The US has been a constantly evolving democracy ever since it was founded in 1776, but its survival as a democracy is now gravely endangered. A set of loosely interconnected developments at home and abroad is responsible for this crisis.
But the threat to the US from the domestic enemies of democracy is even greater. They include the current supreme court, which is dominated by far-right extremists, and Donald Trump’s Republican Party, which placed those extremists on the court.
What qualifies the majority of the court as extremists? It is not merely their decision to overturn Roe v Wade, the landmark 1973 case that recognised a woman’s right to choose whether to give birth. What qualifies them as extremists is the arguments they used to justify their decision and the indications they gave of how far they might be willing to go in carrying out those arguments.
Justice Samuel Alito, the author of the majority opinion, based his ruling on the assertion that the 14th Amendment protects only those rights that were generally recognised in 1868, when the amendment was ratified. But this argument endangers many other rights that have been recognised since then, among them the right to contraception, same-sex marriage, and LGBTQIA+ rights.
Carried to its logical conclusion, this line of reasoning could even allow states to ban interracial marriage, as some did until 1967. It is also clear that this court intends to mount a frontal attack on the executive branch. One of the most consequential rulings of the court’s just-completed term denied the Environmental Protection Agency the authority to issue regulations needed to combat climate change.
It doesn’t take long to find the common denominator in the court’s recent decisions: support causes promoted by Trump’s Republican Party and weaken or outlaw causes favoured by the Democratic Party. Consider gun laws. The court’s radical wing listens closely to the pro-gun lobby. So, though a recent epidemic of mass shootings created such a national outcry that even some Republicans supported a new federal gun law, the court compensated the National Rifle Association for the loss by striking down a longstanding New York law that placed strict restrictions on carrying concealed handguns (New York State immediately passed new gun laws, that are likely to end up before the supreme court).
The supreme court used to be among the most highly respected institutions in the US. Through its recent decisions, the extremist majority has driven its approval rating to a historic low, and disapproval of the court to new highs. The dissenting opinion in the case that overturned Roe v Wade flatly stated that the majority decision “undermines the court’s legitimacy.” Unfortunately, the minority is likely to remain in the minority for a long time, because the extremists are younger and hold a majority of six to three.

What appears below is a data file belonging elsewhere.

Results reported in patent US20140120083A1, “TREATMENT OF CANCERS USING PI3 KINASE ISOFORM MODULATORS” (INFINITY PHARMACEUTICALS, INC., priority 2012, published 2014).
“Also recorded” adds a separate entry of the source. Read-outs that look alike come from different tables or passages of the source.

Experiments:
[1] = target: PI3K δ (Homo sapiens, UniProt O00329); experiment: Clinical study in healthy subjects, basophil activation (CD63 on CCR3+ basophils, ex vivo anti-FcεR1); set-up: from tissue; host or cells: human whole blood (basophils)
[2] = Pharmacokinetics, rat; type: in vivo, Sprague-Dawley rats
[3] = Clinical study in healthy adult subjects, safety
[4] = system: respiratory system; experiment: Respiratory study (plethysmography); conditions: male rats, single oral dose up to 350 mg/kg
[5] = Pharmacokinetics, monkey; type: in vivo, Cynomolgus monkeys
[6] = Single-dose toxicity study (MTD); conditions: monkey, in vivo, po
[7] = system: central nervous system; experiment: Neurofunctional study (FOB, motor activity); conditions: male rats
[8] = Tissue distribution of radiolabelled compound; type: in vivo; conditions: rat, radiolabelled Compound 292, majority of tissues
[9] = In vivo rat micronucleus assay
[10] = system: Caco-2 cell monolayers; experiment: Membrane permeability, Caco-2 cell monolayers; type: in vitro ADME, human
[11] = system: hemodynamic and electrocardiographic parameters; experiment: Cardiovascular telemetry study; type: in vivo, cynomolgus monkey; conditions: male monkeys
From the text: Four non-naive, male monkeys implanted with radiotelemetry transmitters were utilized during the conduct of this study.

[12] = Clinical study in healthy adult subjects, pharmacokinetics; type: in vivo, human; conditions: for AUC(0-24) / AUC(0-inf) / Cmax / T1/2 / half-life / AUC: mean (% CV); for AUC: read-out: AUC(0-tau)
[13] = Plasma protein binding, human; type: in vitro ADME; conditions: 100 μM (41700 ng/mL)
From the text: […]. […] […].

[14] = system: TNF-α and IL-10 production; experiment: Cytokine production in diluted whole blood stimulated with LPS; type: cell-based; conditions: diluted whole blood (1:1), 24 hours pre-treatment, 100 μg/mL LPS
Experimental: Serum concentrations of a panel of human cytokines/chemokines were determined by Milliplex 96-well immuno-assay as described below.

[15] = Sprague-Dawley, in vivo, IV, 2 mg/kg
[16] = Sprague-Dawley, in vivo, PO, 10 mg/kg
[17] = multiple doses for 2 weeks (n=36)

There is only one way to rein in the supreme court: throw the Republican Party out of office in a landslide. That would allow congress to protect through legislation the rights that had been entrusted to the protection of the supreme court. It is now clear that doing so was a big mistake. Congress must act, starting with protecting a woman’s right to choose. If the filibuster must be amended to achieve that, so be it.
But when it comes to organising a landslide victory against the radicalised Republicans, opponents face almost insuperable obstacles. Republicans have not only stacked the supreme court and many lower courts with extremist judges. In states such as Florida, Georgia, and Texas, they have enacted a raft of laws that make voting very difficult.
While these laws focus on disenfranchising African Americans, other minorities and young voters generally, their ultimate goal is to help Republicans win elections. As a Florida federal judge recently wrote in striking down one of these laws, they were enacted “with the intent to restructure Florida’s election system in ways that favour the Republican Party over the Democratic Party”.
These laws would be bad enough if they only targeted who can vote. But Republicans are now going even further, by attacking the vote-counting and election-certification process. From changing the law to make subversion of the electoral system easier, to recruiting believers in Trump’s big lie that the 2020 election was stolen from him to oversee the process, we are watching Republicans attack the US system of democracy from every angle. And here, too, the radical supreme court has done its part, gutting the federal Voting Rights Act and allowing naked partisan redistricting to weaken minority voting power.
Fortunately, I am not alone in claiming that the survival of democracy in the US is gravely endangered. The US public has been aroused by the decision overturning Roe v Wade. But people need to recognise that decision for what it is: part of a carefully laid plan to turn the US into a repressive regime.
We must do everything we can to prevent that. This fight ought to include many people who voted for Trump in the past. I am a supporter of the Democratic Party, but this is not a partisan issue. It is about reestablishing a functioning two-party political system which is at the core of US democracy. — © Project Syndicate